There’s nothing small about the shipping industry.
It is responsible for moving 90% of the world’s goods every year, mostly in the 20 million containers that are currently travelling across the planet. As you read this, you can be guaranteed that something around you – your chair, your desk, your computer, or the components in your smartphone – has probably spent more time on the open seas than you have.
Pacific Green Technologies is delighted to announce the appointment of KPMG LLP as its auditor.
These are uncertain times for the world’s oil markets. They have been particularly precarious since April 22nd when the US announced that it would not extend waivers granted to major economies buying oil from Iran.
Riding the Wave - Iain Lees Reveals How PGT is Preparing to become a Force in the Marine Scrubbing Industry
Pacific Green Technologies (PGT) stands on the brink of the most significant growth in its history. As international interests align to move against climate change on land, sea and in the air , PGT holds a significant part of the key to a greener, safer planet.
Ken McClelland has been more than PGT’s Technical Director. He is also the inventor of the company’s patented exhaust scrubbing methods. Better than anyone, he knows the story behind the technology that underpins PGT’s success.
As 1 January 2020 fast approaches, demand for exhaust gas cleaning systems (EGCS) grows unabated.
According to DNV GL, the number of vessels with exhaust gas scrubbers installed or on order has nearly doubled over the past 6 months to 3,229.
‘It’s going to be a disaster for the industry.’
So said George Chalos, maritime lawyer, speaking at the recent TradeWinds' IMO 2020 Disruption Forum on the topic of IMO 2020 enforcement.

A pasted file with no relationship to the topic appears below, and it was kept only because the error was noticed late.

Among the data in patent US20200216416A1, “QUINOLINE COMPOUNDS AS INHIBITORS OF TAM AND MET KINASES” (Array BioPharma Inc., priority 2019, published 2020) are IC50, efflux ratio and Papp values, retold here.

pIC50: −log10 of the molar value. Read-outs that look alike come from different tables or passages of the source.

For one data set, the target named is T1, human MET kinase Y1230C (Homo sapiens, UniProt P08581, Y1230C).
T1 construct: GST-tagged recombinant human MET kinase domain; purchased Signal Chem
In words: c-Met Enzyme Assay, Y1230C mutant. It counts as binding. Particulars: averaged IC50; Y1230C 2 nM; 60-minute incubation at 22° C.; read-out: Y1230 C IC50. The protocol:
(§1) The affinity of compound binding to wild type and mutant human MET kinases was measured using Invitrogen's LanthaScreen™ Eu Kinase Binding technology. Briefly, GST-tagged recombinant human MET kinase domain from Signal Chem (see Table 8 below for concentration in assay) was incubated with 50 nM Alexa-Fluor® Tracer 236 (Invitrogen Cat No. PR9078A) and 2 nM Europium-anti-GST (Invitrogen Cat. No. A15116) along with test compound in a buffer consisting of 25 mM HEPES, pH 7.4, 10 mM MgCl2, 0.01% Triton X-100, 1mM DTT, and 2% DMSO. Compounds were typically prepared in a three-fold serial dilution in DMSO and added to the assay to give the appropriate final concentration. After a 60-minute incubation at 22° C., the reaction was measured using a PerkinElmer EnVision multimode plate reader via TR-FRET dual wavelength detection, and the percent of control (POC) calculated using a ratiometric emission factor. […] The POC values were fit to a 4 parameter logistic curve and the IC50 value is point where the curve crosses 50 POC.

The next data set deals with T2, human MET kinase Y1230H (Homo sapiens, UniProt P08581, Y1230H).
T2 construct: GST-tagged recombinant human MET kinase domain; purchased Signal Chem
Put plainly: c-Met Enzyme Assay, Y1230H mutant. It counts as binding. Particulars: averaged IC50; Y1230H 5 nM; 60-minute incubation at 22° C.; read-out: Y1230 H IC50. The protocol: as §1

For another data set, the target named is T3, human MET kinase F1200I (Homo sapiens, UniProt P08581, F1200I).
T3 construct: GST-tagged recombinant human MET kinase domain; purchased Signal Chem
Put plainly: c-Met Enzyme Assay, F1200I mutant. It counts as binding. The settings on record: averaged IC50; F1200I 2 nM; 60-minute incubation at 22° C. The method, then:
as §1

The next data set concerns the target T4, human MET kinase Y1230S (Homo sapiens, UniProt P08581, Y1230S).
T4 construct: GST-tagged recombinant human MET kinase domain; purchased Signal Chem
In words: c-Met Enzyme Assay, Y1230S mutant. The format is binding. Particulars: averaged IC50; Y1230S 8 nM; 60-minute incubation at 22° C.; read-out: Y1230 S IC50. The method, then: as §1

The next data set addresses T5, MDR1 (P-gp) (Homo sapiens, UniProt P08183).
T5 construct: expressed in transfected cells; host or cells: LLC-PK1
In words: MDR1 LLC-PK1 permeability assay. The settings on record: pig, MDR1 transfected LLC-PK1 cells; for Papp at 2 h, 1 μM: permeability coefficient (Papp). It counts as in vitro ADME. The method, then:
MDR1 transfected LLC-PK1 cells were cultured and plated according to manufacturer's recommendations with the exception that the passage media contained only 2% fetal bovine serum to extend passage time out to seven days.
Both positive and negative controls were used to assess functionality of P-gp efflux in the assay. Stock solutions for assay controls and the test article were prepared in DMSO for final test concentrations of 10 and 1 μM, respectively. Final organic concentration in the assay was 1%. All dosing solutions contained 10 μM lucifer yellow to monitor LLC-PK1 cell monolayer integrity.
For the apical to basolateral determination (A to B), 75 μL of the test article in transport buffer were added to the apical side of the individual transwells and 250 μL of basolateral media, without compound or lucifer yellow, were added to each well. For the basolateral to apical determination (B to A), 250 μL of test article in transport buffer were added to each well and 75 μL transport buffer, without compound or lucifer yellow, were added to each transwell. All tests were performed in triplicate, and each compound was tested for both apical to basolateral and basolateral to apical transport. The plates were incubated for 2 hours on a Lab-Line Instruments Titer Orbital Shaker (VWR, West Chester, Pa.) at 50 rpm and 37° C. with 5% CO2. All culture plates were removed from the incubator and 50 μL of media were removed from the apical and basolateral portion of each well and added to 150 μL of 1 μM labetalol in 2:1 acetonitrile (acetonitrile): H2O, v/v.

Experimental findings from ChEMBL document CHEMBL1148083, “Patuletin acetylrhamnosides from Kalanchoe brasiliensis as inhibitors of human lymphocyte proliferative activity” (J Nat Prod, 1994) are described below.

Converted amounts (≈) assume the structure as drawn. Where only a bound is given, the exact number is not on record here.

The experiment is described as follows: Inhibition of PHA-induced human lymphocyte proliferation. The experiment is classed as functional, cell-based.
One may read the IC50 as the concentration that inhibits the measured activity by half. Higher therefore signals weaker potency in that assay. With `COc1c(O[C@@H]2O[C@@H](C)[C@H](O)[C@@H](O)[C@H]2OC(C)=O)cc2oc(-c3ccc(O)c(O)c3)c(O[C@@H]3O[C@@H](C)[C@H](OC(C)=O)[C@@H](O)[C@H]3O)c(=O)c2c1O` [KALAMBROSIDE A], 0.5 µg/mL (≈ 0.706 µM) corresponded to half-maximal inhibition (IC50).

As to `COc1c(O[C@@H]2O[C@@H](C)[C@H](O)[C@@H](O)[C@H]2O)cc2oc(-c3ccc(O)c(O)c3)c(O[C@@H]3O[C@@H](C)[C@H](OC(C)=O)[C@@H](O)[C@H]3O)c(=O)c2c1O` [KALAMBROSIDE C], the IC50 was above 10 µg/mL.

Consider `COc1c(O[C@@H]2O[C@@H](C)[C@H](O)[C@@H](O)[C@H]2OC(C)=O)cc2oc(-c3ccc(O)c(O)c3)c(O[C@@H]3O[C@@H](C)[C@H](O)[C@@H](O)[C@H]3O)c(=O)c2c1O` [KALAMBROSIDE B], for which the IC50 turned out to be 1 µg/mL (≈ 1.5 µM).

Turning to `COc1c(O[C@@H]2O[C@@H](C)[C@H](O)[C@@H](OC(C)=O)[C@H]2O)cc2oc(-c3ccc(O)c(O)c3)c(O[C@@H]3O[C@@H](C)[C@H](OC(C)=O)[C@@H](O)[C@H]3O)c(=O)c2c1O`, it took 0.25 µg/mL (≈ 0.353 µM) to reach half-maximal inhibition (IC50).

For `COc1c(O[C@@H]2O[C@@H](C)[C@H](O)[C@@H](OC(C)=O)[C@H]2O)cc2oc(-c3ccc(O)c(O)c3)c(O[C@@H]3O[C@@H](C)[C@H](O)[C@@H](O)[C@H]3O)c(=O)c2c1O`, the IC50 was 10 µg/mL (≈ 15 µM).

Chalos was referring specifically to the heavy-handed enforcement he expected from the US Coast Guard after the IMO’s new sulphur (sulfur) regulations go live on 1 January 2020.
Though Singapore was not the first harbour to have banned the discharge of scrubbing waste water, its status as the second-biggest port in the world worried industry players. Singapore’s decrees are more influential than most.
In the same way, the MPA’s threat of prison time for IMO 2020 offenders could have far-reaching consequences.
The average consumer doesn’t even know what the International Maritime Organisation (IMO) is, let alone how its new Sulphur Oxide (SOx) regulations could affect her.
Yet, the economic impact of the IMO changes that come into force on 1 January 2020 could be massive.
Crunch time is imminent.
Upwards of 70,000 shipowners are being forced to make decisions on how they are going to meet the new International Maritime Organization (IMO) 2020 sulphur (sulfur) emissions requirements.
Which means it is crunch time for the marine exhaust gas cleaning systems (gas scrubbers) industry too.